|1.||speed, esp in an action; swiftness; rapidity|
|2.||the act of hurrying in a careless or rash manner|
|3.||a necessity for hurrying; urgency|
|4.||make haste to hurry; rush|
|5.||a poetic word for hasten|
|[C14: from Old French haste, of Germanic origin; compare Old Norse heifst hate, Old English hǣst strife, Old High German heisti powerful]|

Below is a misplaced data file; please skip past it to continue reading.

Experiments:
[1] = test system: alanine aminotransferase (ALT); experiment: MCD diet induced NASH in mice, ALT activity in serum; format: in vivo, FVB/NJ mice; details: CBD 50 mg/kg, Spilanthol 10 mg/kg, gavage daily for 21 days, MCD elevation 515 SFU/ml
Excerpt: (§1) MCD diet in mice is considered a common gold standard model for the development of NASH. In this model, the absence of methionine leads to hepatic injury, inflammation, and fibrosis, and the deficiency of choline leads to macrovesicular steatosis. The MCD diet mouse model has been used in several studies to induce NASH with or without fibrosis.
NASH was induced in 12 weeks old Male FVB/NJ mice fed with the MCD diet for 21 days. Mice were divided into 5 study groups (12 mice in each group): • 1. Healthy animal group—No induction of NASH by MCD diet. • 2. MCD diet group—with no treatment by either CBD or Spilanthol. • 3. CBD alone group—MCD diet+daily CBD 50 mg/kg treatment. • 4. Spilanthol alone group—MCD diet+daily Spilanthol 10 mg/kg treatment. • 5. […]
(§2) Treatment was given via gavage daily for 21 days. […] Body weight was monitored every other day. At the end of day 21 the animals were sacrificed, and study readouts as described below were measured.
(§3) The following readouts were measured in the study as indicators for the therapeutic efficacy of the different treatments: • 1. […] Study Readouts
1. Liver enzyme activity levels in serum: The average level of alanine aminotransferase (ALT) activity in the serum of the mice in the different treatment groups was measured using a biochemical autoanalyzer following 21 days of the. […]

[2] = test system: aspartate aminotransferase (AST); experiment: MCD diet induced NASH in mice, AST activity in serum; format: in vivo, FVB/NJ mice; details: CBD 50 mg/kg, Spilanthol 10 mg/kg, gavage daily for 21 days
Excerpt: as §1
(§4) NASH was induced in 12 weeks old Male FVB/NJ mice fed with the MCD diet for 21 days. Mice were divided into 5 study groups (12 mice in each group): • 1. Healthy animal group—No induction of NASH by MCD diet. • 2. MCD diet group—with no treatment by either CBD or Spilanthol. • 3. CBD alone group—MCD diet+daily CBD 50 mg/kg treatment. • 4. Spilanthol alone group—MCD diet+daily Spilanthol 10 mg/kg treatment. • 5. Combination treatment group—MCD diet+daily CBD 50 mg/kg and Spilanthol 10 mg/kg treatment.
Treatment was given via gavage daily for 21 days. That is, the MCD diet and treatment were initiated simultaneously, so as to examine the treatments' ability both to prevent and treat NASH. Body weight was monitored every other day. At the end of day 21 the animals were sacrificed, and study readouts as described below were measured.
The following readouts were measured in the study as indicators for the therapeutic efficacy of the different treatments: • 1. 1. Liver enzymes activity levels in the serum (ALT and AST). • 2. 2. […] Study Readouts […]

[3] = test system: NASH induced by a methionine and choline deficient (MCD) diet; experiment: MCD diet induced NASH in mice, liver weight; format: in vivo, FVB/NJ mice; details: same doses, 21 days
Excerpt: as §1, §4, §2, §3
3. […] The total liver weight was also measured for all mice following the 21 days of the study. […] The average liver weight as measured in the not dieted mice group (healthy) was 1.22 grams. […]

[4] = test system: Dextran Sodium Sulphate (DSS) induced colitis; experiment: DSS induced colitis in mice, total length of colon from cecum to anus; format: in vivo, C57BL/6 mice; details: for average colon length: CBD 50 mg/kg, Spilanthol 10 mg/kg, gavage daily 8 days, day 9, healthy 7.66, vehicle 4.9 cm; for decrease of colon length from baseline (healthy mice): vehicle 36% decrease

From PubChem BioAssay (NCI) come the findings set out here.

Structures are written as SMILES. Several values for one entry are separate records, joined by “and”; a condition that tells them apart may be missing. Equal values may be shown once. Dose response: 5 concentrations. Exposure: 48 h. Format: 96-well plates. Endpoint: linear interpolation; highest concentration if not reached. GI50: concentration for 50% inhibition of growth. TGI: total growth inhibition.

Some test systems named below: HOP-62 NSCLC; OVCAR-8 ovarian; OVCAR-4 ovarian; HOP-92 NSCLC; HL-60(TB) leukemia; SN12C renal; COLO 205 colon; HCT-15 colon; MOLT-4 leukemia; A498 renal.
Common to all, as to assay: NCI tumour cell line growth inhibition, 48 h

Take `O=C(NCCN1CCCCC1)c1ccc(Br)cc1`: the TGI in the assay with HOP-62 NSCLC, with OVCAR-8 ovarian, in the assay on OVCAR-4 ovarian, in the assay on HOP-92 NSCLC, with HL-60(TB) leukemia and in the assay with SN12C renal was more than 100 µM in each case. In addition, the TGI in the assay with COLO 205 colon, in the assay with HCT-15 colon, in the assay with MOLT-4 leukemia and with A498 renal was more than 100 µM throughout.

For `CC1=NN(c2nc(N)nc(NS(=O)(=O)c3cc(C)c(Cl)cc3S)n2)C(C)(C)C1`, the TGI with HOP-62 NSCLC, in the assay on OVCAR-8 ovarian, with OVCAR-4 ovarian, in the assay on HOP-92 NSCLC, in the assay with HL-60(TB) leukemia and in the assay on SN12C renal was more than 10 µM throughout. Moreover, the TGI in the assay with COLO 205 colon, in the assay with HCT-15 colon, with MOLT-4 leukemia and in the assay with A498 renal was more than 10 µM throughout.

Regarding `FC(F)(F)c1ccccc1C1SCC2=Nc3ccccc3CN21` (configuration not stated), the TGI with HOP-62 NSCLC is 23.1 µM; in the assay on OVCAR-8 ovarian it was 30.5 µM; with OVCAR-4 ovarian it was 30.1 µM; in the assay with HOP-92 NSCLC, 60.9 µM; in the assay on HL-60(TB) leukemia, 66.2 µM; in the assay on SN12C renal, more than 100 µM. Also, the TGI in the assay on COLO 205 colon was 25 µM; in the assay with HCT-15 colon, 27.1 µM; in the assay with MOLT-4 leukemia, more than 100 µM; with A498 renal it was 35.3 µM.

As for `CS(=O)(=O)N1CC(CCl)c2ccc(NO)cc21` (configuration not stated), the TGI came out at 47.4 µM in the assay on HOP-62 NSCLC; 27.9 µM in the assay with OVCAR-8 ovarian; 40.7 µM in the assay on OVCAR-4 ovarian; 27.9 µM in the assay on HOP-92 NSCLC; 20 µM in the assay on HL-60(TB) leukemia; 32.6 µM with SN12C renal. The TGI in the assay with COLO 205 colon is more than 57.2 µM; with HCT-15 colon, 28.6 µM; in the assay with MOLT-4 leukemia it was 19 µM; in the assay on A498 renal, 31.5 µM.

Also, make it snappy. Hurry up, move or act quickly, as in If you don't make haste we'll be late, or Make it snappy, kids. The first expression was first recorded in Miles Coverdale's 1535 translation of the Bible (Psalms 39:13): "Make haste, O Lord, to help me." The variant dates from the early 1900s and uses snappy in the sense of "resembling a sudden jerk." The oxymoron make haste slowly, dating from the mid-1700s, is a translation of the Latin festina lente. It is used either ironically, to slow someone down (as in You'll do better if you make haste slowly), or to comment sarcastically on a lack of progress (as in So far the committee has been making haste slowly).